Government officials call participants to join the crusade against hate speech and illegal drugs.
Published on: 09-09-2019
A Seventh-day Adventist youth congress in Cameroon drew 2,000 people in Nanga Eboko, August 5-11, 2019. It was the first-ever national event for Adventist young people, organizers said.
The opening ceremony took place in the main square of the town of 30,000 located about 100 miles (160 kilometers) from the capital city of Yaounde. Nanga Eboko is considered the cradle of Adventist mission work in Central Africa, which began in 1926. For the week-long youth event, delegates from the ten regions of Cameroon filled the Adventist University Cosendai campus, organizers said.
Youth leaders in Cameroon reported that the event had the theme, “Passing It On: The Power of Unity.” “It is a topic of interest not only to the Adventist Church but to the [national government], who supported the project,” they said.
The regional delegate for the Central Region, Eric Akono Bessala, represented Youth Affairs and Civic Education minister Mounouna Foutsou during the event. Bessala addressed the Adventist young people gathered for the event.
“You must join the crusade against hate speech, drugs, and the scourges that plague our society. The choice of the theme for this congress fits with the ideals pursued by the government,” he said.
Valere Guillaume Minyono Assembe, president of the Seventh-day Adventist Church in Cameroon, said a special prayer for Cameroon. “May this unity bring together the children of our country,” he prayed.
Administrative, civil, and military authorities, along with a crowd of curious people who came to witness the ceremony, celebrated the parade of the delegations present in Nanga Eboko. After stopping by the stands at Adventist University Cosendai, Bessala, the minister’s representative, congratulated the Adventist Church for its youth organization and gave an envelope on behalf of the minister to support the event activities.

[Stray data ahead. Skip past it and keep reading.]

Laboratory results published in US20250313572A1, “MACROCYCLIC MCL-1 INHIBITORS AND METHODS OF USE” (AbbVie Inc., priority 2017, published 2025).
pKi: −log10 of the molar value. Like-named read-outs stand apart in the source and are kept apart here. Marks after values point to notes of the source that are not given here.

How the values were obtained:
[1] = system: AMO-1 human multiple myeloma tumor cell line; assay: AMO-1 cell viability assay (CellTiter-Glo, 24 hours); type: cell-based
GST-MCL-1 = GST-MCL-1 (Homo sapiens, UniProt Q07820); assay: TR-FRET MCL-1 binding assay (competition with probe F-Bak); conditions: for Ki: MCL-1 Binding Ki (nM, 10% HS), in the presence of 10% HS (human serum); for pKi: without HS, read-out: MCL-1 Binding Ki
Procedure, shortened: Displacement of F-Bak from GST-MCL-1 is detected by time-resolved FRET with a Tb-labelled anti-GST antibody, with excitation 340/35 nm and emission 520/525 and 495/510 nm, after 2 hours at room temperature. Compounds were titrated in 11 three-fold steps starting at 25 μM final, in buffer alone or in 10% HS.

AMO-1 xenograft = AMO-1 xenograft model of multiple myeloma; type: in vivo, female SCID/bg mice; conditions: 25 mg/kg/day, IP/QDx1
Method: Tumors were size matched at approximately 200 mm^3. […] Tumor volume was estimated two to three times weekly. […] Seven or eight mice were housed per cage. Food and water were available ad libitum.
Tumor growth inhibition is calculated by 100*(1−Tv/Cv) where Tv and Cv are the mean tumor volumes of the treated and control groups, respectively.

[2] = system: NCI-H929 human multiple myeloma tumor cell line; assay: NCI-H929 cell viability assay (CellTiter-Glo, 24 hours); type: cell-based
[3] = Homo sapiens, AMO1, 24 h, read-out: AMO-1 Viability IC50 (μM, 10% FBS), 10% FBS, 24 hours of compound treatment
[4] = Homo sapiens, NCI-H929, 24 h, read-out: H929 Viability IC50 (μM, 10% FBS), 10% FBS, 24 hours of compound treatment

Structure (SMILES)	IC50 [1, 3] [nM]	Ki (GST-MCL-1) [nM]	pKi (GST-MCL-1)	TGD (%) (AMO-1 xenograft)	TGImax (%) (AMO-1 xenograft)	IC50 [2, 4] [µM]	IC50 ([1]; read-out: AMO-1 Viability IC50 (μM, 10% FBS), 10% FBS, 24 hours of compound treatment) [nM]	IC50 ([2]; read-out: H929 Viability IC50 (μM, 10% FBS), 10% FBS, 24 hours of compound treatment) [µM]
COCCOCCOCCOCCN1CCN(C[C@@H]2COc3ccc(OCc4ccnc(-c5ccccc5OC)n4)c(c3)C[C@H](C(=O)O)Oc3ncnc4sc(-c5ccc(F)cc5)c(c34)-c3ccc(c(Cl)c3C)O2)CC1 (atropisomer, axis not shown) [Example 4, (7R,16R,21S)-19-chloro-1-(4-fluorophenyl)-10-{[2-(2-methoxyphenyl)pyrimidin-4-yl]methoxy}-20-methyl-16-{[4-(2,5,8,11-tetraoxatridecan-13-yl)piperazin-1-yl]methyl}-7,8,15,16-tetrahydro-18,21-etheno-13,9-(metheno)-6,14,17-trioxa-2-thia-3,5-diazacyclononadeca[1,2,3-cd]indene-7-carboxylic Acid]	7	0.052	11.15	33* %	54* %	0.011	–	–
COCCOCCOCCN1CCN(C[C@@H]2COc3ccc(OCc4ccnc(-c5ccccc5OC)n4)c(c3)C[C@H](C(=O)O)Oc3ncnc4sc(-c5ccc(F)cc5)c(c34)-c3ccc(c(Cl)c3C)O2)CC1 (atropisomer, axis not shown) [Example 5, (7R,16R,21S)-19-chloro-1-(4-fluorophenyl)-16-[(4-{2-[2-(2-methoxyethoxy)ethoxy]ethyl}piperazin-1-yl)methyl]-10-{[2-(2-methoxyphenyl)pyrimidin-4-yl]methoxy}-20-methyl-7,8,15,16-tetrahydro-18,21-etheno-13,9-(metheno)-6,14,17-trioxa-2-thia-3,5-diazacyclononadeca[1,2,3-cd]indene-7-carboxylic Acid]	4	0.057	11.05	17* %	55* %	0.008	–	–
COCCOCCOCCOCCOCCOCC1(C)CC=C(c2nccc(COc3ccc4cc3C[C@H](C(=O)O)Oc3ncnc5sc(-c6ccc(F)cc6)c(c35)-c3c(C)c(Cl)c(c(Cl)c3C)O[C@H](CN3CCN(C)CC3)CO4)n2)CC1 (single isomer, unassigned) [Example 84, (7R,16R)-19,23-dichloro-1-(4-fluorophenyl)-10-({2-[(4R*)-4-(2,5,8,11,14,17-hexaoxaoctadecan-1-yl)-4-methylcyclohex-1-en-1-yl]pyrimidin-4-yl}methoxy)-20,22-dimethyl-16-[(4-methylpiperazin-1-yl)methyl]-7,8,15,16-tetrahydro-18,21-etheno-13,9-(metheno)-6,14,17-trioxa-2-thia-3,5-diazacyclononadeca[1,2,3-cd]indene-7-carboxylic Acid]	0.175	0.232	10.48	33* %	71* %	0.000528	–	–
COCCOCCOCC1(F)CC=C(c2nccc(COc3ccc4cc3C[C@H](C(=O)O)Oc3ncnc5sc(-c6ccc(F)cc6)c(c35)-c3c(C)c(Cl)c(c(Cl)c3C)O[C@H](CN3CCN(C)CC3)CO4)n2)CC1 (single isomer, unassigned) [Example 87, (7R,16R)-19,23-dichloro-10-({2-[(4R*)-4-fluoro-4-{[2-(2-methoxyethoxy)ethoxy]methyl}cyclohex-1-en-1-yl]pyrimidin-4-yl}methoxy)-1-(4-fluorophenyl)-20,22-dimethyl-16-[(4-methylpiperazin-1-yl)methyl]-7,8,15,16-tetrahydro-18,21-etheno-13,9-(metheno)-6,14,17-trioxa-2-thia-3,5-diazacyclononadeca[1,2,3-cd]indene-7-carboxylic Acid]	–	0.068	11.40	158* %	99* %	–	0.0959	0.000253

The youth event included worship and prayer sessions conducted by pastors and church elders. Communion with nature was one of the major assets, with the venue surrounded by the country’s tropical forest. Plenary sessions and workshops contributed to empowering young people for service in unity. Sport and cultural activities also added to the character-building initiatives.
A highlight of the event was the nomination of 95 young people to the Master Guide class, the highest level of the Seventh-day Adventist youth program called Pathfinders. One of the older Master Guides shared that they “returned home with great joy for having been part of this success that gives glory to God.” Dinogui Marius, another Master Guide, confessed that “for quite a long time, we did not see such a big gathering of youths in Cameroon. It was really exciting,” he said.